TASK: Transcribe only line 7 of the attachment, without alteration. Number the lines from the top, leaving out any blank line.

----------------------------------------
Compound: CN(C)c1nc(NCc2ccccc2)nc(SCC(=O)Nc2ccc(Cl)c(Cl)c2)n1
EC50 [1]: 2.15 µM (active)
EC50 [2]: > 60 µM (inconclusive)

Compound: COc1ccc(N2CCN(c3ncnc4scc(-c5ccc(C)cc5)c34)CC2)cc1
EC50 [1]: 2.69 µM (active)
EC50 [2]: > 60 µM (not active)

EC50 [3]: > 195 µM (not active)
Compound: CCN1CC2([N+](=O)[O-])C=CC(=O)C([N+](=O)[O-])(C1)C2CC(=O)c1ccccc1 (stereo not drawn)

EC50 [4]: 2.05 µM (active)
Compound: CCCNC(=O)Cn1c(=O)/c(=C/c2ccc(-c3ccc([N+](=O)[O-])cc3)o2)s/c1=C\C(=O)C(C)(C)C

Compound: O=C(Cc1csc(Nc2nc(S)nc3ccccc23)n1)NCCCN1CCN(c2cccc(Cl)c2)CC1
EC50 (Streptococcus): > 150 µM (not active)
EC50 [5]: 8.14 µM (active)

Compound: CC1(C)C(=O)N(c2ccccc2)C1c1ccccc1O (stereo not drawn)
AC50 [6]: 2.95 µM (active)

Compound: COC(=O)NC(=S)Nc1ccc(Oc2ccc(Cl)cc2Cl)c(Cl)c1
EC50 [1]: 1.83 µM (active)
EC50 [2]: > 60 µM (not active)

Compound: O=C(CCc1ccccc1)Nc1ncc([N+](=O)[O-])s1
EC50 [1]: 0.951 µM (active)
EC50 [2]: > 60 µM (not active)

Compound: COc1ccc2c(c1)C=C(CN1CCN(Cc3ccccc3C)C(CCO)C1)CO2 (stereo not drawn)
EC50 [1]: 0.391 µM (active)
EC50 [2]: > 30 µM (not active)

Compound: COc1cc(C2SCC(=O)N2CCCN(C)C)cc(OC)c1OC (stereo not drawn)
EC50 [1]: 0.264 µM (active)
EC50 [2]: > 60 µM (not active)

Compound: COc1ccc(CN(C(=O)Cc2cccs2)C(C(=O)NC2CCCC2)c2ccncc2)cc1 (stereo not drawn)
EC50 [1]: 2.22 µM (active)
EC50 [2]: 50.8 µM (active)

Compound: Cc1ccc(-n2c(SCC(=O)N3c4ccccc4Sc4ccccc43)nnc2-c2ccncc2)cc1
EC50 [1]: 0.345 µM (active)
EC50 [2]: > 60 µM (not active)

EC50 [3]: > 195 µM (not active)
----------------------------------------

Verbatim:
EC50 [3]: > 195 µM (not active)